When is an ‘AI’ Feature Actually Smart, and When is it Just a Buzzword?

Discover the true essence of AI in research kit and learn to differentiate between genuine artificial intelligence and simplistic automation merely labelled as AI for marketing allure.

The differentiation between artificial intelligence (AI) and oversimplified functions often labelled as AI is something that is harder and harder to understand, and something we see more and more in products. As labs increasingly adopt technology to enhance accuracy and efficiency, understanding this distinction helps in making informed decisions about integrating true AI into research processes and understands which products are worth looking at.

Understanding AI Beyond the Hype

AI, by definition, involves systems that can perform tasks that generally require human intelligence. This includes learning from data, solving complex problems, making decisions under uncertainty, and adapting to new situations without explicit programming for each scenario. For instance, an AI in a pharmaceutical research lab might analyse drug trial data to predict potential side effects not evident from initial observations, continually refining its predictions as more data becomes available.

The Misuse of ‘AI’ in Marketing

Contrast this with many products marketed as “AI-powered” which might only utilise basic error correction or simple conditional statements, like IF loops. Such features operate under predefined conditions, performing specific, programmed actions when certain criteria are met. For example, a storage system might be labelled as AI because it sends an alert when temperatures fall outside a set range—useful, yet hardly indicative of any advanced intelligence or learning capability.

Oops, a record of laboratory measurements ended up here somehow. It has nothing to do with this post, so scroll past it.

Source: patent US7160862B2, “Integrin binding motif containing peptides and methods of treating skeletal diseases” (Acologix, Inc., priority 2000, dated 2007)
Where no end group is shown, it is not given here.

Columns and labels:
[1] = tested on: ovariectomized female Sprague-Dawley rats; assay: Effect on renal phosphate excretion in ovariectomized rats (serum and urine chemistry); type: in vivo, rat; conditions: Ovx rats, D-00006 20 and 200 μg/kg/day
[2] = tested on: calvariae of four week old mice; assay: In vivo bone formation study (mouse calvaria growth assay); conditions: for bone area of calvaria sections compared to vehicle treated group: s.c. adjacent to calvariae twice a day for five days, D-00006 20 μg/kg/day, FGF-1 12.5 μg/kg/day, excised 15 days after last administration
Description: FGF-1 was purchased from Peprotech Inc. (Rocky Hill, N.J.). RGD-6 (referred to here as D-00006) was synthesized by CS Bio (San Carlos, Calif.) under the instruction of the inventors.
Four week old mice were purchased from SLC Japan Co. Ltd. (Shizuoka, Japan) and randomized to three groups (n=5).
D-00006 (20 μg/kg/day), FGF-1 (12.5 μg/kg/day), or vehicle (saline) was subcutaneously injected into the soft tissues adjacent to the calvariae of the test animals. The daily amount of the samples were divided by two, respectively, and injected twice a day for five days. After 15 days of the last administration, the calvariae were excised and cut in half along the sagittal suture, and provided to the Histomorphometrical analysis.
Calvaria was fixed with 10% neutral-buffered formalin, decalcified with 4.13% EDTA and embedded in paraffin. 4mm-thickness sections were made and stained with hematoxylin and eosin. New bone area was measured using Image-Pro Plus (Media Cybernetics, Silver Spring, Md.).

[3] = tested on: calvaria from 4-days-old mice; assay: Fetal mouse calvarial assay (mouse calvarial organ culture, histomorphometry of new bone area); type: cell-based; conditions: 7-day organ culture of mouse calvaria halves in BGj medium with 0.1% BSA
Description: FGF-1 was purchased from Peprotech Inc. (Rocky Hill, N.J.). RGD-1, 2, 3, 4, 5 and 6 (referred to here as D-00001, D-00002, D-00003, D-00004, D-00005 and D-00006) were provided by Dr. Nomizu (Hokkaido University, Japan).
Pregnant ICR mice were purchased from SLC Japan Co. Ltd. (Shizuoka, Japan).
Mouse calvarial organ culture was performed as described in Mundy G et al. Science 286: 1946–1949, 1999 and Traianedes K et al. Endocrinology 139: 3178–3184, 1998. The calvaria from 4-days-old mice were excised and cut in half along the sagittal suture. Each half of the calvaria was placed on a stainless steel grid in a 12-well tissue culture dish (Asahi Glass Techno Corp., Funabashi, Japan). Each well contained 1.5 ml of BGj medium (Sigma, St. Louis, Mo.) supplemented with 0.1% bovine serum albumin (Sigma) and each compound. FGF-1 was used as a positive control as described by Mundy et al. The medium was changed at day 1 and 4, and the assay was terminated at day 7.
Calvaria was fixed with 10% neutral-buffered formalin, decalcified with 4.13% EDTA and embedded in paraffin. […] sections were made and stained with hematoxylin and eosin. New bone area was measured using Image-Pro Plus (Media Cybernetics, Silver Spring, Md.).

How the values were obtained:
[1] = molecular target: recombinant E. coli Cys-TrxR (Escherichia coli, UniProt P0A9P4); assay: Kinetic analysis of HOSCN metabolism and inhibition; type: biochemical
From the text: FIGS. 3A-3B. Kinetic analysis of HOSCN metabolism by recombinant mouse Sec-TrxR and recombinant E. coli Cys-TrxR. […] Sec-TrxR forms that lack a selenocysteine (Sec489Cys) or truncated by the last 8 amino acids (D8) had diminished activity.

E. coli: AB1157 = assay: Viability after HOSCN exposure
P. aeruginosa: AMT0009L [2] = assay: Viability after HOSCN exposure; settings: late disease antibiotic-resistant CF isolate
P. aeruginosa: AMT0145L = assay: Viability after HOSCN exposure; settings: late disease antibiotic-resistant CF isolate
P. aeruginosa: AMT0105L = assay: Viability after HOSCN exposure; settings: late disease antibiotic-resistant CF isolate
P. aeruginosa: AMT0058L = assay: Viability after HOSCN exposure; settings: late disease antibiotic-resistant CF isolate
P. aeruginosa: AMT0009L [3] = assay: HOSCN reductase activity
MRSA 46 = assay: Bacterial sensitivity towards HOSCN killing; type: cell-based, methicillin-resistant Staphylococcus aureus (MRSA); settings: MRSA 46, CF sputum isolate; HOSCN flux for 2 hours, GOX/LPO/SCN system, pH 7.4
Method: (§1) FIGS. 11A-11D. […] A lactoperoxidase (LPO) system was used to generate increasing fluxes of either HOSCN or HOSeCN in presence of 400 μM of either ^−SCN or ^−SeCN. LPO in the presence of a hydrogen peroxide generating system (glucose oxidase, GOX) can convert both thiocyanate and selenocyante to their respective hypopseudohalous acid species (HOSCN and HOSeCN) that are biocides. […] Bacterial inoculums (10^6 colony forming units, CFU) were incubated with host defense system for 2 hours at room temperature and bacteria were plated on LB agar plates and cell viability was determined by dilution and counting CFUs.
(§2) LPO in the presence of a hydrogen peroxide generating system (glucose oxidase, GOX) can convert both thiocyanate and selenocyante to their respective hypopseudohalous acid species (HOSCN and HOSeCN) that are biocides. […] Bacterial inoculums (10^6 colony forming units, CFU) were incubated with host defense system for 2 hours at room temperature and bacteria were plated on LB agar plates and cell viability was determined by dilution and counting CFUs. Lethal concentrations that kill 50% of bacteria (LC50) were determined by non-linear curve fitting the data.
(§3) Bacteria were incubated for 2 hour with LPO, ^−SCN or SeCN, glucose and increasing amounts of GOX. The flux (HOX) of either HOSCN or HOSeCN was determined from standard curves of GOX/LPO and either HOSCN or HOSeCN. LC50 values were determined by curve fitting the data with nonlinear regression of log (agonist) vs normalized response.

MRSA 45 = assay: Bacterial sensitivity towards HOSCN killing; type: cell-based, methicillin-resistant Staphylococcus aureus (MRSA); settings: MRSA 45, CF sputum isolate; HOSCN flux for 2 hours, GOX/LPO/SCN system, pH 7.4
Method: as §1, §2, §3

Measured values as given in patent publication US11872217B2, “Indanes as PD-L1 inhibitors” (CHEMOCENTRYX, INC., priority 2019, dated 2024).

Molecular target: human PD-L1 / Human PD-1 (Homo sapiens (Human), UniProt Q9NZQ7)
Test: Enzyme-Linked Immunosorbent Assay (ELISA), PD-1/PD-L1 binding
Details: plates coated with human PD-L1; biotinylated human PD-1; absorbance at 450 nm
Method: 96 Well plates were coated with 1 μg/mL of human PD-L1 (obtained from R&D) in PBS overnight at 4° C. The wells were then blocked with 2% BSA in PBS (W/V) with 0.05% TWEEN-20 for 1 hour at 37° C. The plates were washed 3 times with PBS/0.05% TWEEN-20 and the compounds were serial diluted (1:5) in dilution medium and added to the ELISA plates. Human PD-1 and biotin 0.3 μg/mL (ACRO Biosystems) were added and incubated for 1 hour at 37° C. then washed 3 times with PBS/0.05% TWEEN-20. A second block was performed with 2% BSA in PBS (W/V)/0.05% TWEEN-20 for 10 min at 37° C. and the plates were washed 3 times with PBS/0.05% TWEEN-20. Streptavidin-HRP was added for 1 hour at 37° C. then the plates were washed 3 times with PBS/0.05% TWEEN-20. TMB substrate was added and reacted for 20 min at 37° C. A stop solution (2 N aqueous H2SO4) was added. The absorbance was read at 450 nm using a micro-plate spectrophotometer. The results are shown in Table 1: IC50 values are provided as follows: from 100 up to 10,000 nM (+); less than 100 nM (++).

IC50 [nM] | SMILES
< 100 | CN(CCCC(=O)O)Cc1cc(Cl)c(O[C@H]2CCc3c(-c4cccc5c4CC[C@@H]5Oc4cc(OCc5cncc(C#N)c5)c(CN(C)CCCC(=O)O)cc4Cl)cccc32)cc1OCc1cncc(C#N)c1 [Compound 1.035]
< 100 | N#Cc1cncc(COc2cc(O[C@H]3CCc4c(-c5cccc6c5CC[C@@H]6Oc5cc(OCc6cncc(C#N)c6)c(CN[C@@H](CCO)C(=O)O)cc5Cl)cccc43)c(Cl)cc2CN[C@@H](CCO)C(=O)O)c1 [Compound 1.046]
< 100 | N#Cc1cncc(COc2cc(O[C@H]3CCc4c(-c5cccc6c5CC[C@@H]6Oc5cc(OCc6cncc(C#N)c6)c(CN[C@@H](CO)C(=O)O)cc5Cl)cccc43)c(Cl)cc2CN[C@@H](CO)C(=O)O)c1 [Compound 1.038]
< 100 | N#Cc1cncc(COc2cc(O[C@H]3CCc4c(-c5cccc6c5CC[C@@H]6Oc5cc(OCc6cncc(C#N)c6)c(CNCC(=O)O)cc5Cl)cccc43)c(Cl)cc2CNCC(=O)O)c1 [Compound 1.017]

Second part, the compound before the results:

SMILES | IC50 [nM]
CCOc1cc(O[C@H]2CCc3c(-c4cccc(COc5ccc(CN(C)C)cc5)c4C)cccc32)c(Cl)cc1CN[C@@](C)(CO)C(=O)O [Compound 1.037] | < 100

This misuse of the term AI has become a marketing strategy to capitalise on the AI boom, often misleading consumers about the capabilities of the product. It’s essential for lab managers and researchers to scrutinise these claims critically.

‘True’ AI in Research Settings

In research settings, the expectations from AI technologies are significantly higher. True (a term we use loosely as the very definition of AI is problematic at times) AI systems are expected to handle complex datasets, adapt their functioning based on new information, and improve over time through machine learning. For example, an AI system designed for genetic research might learn from new genomic data to better predict disease susceptibility without being explicitly programmed for each genetic mutation it encounters.

This ability to learn and adapt is what separates true AI from simpler automated systems. It’s the difference between a system that can only execute predefined instructions and one that can devise new strategies to solve problems based on accumulating knowledge and data.

Evaluating AI Claims

When assessing a product’s AI claims, it is crucial to ask whether the system can:

  • Learn from its operations and evolve its responses.
  • Handle and interpret complex and varied datasets.
  • Make decisions in ambiguous or changing conditions without human input.

A positive answer to these questions typically indicates the presence of genuine AI capabilities, rather than simple automation labelled inaccurately as AI.

The Real Impact of AI in Laboratories

The impact of genuine AI is profound in research environments. AI can significantly accelerate research processes, reduce human error, and uncover insights that might be impossible to detect manually. For example, AI-driven analytical tools in bioinformatics can detect patterns in data that predict disease far more efficiently than traditional methods.

As laboratories continue to evolve into more advanced research hubs, distinguishing between real AI and simplistic, rule-based automation becomes paramount. The true power of AI lies in its capacity to think, learn, and adapt—qualities that go far beyond basic automation or error correction. Recognising when ‘AI’ is not just a buzzword, but a genuine feature, is critical for leveraging technology to its fullest potential in the pursuit of scientific advancement. It’s also important for cutting through the marketing spiel and finding products that can really advance your lab.


Matthew has been writing and cartooning since 2005 and working in science communication his whole career. Matthew has a BSc in Biochemistry and a PhD in Fibre Optic Molecular Sensors and has spent around 16 years working in research, 5 of which were in industry and 12 in the ever-wonderful academia.

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